ASHLAND — A new handheld wireless-remote device is taking interactivity between Southern Oregon University teachers and students to the next level, allowing instant polling about what students understand and letting them click if they have a question.
Called a ResponseCard or "clicker," the 1-ounce keypads signal a USB device in the teacher's laptop. The results are translated through PowerPoint and projected on a big screen in class.
Biology teacher Kathleen Page used the clickers Monday to give her immunology class a quiz. A bar graph appeared on the screen that showed 92 percent of students understood what she had just taught them about antibody toxicity.
In the past, she wouldn't have found any gaps in understanding until a formal test that affects students' grades, she said.
It's anonymous, so students' wrong answers aren't made public. Page can then explain why the answers were wrong.
"I get immediate feedback about what students understand and don't understand," she said.
"That's the beauty of it. You get your answer right away.
"They stay awake in class because they know there's going to be a little game at the end. I cover what we've been teaching all week and I find out what's getting across and what's not. It makes me a better teacher."
SOU started using the clickers two years ago and their use has blossomed. During orientation earlier this fall, parents used the clickers to choose from a list of options about what they want for their kids in higher education and many other issues, said John Stevenson, SOU information technology trainer.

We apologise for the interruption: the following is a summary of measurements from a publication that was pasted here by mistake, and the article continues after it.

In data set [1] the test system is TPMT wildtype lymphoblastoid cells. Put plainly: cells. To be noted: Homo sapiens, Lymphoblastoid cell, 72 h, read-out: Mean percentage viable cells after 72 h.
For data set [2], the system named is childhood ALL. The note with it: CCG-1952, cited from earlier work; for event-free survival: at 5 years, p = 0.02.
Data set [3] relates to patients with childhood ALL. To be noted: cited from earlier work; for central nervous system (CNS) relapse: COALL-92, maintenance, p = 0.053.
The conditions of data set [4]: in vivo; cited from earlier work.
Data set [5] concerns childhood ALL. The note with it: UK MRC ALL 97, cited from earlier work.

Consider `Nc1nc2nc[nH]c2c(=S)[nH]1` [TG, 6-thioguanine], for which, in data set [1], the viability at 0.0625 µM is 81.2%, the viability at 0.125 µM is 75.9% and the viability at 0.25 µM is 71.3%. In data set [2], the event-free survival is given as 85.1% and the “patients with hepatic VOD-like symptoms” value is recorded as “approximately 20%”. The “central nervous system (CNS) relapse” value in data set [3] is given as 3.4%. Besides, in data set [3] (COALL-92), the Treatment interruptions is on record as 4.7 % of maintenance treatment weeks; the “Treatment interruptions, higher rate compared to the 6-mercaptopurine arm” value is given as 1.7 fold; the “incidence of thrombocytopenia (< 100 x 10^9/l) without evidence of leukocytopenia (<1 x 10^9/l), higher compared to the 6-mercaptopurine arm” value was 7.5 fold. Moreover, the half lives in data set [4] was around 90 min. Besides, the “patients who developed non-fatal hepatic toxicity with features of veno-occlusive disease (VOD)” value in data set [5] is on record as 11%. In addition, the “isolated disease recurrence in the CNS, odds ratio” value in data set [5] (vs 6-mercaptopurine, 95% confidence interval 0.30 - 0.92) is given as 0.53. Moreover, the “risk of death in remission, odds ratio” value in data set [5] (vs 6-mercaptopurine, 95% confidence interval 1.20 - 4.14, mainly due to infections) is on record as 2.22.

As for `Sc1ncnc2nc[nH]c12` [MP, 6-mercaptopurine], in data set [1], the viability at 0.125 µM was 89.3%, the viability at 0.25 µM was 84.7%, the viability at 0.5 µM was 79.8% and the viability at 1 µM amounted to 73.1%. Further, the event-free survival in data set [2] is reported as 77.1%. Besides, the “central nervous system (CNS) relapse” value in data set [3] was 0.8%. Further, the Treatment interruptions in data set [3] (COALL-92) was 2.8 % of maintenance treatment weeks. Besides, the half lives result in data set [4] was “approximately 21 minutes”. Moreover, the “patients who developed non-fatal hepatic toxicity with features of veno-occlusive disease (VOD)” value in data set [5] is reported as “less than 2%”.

"The (university) president uses them for community real-time feedback and it's anonymous, so people are more honest — a big advantage," Stevenson said. They are not used for graded tests because of past litigation in which students have claimed their clicker malfunctioned or was on the wrong radio frequency.
The remote clickers cost about $30 each, and the receiver costs $100. About 100 teachers have undergone the necessary training to use them, Stevenson said. The clickers stay in class. Stevenson noted that in the near future, they will become universal and students likely will purchase one at the university bookstore and sell it back when they leave.
The next step beyond that is interfacing iPhones or other advanced cell phone platforms to ResponseCard technology, Stevenson said.
"I love the clickers," said physical therapy senior Kelly Clark. "They're great for going over what we've learned, in a testing format. It also tells you what to expect on tests."
"They're good for review of material and she gives you examples of what test problems are going to be," said biology senior Will Price.
Their multiple channels, said Stevenson, allow a class to break into competing teams for trial quizzes.
The clicker's keypad is labeled zero through 9 and A through J, with a question mark key to query the teacher or presenter and another key to set the radio frequency. They're made by TurningTechnologies in Ohio.
The clickers carry a charge for up to a year, go to sleep when not in use, have channels for 82 different sessions (that won't interfere with each other), use Mac or PC, operate up to 200 feet away and don't need line-of-sight to receive, according to www.turningtechnologies.com.
John Darling is a freelance writer living in Ashland. E-mail him at firstname.lastname@example.org.